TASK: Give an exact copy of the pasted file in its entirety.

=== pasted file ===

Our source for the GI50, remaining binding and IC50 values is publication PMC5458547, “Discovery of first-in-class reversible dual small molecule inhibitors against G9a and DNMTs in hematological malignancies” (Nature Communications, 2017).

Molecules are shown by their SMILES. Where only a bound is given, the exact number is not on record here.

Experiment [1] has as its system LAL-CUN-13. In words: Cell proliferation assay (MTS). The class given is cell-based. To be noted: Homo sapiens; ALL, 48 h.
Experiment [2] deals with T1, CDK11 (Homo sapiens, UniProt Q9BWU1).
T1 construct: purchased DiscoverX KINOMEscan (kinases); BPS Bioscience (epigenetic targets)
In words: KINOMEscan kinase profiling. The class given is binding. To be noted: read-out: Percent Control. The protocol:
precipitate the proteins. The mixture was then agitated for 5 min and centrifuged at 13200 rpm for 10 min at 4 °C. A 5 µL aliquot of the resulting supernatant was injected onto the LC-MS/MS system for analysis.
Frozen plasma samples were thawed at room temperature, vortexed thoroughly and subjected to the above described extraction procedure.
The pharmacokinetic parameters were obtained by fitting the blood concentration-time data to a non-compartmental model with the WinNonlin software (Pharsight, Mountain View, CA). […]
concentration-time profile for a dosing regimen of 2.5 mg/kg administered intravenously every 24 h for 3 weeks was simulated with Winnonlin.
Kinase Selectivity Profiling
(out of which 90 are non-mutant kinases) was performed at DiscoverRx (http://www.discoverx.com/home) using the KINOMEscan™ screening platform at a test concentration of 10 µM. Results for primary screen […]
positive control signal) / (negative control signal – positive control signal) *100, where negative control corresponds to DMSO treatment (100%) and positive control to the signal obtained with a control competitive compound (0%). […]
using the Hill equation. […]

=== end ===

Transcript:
Our source for the GI50, remaining binding and IC50 values is publication PMC5458547, “Discovery of first-in-class reversible dual small molecule inhibitors against G9a and DNMTs in hematological malignancies” (Nature Communications, 2017).

Molecules are shown by their SMILES. Where only a bound is given, the exact number is not on record here.

Experiment [1] has as its system LAL-CUN-13. In words: Cell proliferation assay (MTS). The class given is cell-based. To be noted: Homo sapiens; ALL, 48 h.
Experiment [2] deals with T1, CDK11 (Homo sapiens, UniProt Q9BWU1).
T1 construct: purchased DiscoverX KINOMEscan (kinases); BPS Bioscience (epigenetic targets)
In words: KINOMEscan kinase profiling. The class given is binding. To be noted: read-out: Percent Control. The protocol:
precipitate the proteins. The mixture was then agitated for 5 min and centrifuged at 13200 rpm for 10 min at 4 °C. A 5 µL aliquot of the resulting supernatant was injected onto the LC-MS/MS system for analysis.
Frozen plasma samples were thawed at room temperature, vortexed thoroughly and subjected to the above described extraction procedure.
The pharmacokinetic parameters were obtained by fitting the blood concentration-time data to a non-compartmental model with the WinNonlin software (Pharsight, Mountain View, CA). […]
concentration-time profile for a dosing regimen of 2.5 mg/kg administered intravenously every 24 h for 3 weeks was simulated with Winnonlin.
Kinase Selectivity Profiling
(out of which 90 are non-mutant kinases) was performed at DiscoverRx (http://www.discoverx.com/home) using the KINOMEscan™ screening platform at a test concentration of 10 µM. Results for primary screen […]
positive control signal) / (negative control signal – positive control signal) *100, where negative control corresponds to DMSO treatment (100%) and positive control to the signal obtained with a control competitive compound (0%). […]
using the Hill equation. […]